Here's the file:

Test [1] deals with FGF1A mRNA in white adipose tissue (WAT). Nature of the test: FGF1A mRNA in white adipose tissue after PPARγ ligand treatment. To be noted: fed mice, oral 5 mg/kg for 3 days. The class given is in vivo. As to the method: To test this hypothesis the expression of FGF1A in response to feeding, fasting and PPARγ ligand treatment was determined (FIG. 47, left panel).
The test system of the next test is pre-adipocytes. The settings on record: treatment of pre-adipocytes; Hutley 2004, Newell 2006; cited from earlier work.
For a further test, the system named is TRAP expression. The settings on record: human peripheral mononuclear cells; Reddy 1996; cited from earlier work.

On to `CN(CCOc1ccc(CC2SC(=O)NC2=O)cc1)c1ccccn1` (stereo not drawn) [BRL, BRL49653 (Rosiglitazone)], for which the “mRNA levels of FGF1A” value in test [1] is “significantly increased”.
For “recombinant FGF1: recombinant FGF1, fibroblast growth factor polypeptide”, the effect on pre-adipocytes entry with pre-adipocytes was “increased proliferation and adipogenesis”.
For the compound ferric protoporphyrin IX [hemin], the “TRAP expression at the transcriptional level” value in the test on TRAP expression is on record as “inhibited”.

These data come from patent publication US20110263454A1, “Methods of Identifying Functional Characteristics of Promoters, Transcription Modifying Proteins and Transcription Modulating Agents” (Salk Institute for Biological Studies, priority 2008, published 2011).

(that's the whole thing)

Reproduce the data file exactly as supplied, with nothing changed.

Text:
Test [1] deals with FGF1A mRNA in white adipose tissue (WAT). Nature of the test: FGF1A mRNA in white adipose tissue after PPARγ ligand treatment. To be noted: fed mice, oral 5 mg/kg for 3 days. The class given is in vivo. As to the method: To test this hypothesis the expression of FGF1A in response to feeding, fasting and PPARγ ligand treatment was determined (FIG. 47, left panel).
The test system of the next test is pre-adipocytes. The settings on record: treatment of pre-adipocytes; Hutley 2004, Newell 2006; cited from earlier work.
For a further test, the system named is TRAP expression. The settings on record: human peripheral mononuclear cells; Reddy 1996; cited from earlier work.

On to `CN(CCOc1ccc(CC2SC(=O)NC2=O)cc1)c1ccccn1` (stereo not drawn) [BRL, BRL49653 (Rosiglitazone)], for which the “mRNA levels of FGF1A” value in test [1] is “significantly increased”.
For “recombinant FGF1: recombinant FGF1, fibroblast growth factor polypeptide”, the effect on pre-adipocytes entry with pre-adipocytes was “increased proliferation and adipogenesis”.
For the compound ferric protoporphyrin IX [hemin], the “TRAP expression at the transcriptional level” value in the test on TRAP expression is on record as “inhibited”.

These data come from patent publication US20110263454A1, “Methods of Identifying Functional Characteristics of Promoters, Transcription Modifying Proteins and Transcription Modulating Agents” (Salk Institute for Biological Studies, priority 2008, published 2011).